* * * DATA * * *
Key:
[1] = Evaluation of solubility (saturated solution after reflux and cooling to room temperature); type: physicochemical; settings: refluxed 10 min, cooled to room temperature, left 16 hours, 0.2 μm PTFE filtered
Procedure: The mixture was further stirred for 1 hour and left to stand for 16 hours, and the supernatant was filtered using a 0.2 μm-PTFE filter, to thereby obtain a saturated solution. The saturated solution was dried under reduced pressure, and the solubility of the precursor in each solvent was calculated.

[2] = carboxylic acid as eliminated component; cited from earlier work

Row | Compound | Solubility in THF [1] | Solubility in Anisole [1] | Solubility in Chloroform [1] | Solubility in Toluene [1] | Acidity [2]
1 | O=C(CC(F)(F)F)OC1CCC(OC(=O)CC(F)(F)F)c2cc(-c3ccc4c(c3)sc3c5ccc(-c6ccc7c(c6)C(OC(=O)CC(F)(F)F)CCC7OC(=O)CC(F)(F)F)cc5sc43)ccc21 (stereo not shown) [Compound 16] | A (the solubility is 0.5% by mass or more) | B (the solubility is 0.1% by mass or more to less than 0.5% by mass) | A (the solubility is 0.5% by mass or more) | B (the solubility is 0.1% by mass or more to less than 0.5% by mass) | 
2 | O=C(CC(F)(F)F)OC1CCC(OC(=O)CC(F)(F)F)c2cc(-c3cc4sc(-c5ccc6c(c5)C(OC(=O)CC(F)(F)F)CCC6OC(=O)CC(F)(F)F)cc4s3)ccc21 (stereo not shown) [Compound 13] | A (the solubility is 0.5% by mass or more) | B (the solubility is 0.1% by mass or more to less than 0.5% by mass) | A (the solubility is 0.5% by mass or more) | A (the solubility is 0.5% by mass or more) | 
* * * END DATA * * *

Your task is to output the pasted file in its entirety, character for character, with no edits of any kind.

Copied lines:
Key:
[1] = Evaluation of solubility (saturated solution after reflux and cooling to room temperature); type: physicochemical; settings: refluxed 10 min, cooled to room temperature, left 16 hours, 0.2 μm PTFE filtered
Procedure: The mixture was further stirred for 1 hour and left to stand for 16 hours, and the supernatant was filtered using a 0.2 μm-PTFE filter, to thereby obtain a saturated solution. The saturated solution was dried under reduced pressure, and the solubility of the precursor in each solvent was calculated.

[2] = carboxylic acid as eliminated component; cited from earlier work

Row | Compound | Solubility in THF [1] | Solubility in Anisole [1] | Solubility in Chloroform [1] | Solubility in Toluene [1] | Acidity [2]
1 | O=C(CC(F)(F)F)OC1CCC(OC(=O)CC(F)(F)F)c2cc(-c3ccc4c(c3)sc3c5ccc(-c6ccc7c(c6)C(OC(=O)CC(F)(F)F)CCC7OC(=O)CC(F)(F)F)cc5sc43)ccc21 (stereo not shown) [Compound 16] | A (the solubility is 0.5% by mass or more) | B (the solubility is 0.1% by mass or more to less than 0.5% by mass) | A (the solubility is 0.5% by mass or more) | B (the solubility is 0.1% by mass or more to less than 0.5% by mass) | 
2 | O=C(CC(F)(F)F)OC1CCC(OC(=O)CC(F)(F)F)c2cc(-c3cc4sc(-c5ccc6c(c5)C(OC(=O)CC(F)(F)F)CCC6OC(=O)CC(F)(F)F)cc4s3)ccc21 (stereo not shown) [Compound 13] | A (the solubility is 0.5% by mass or more) | B (the solubility is 0.1% by mass or more to less than 0.5% by mass) | A (the solubility is 0.5% by mass or more) | A (the solubility is 0.5% by mass or more) | 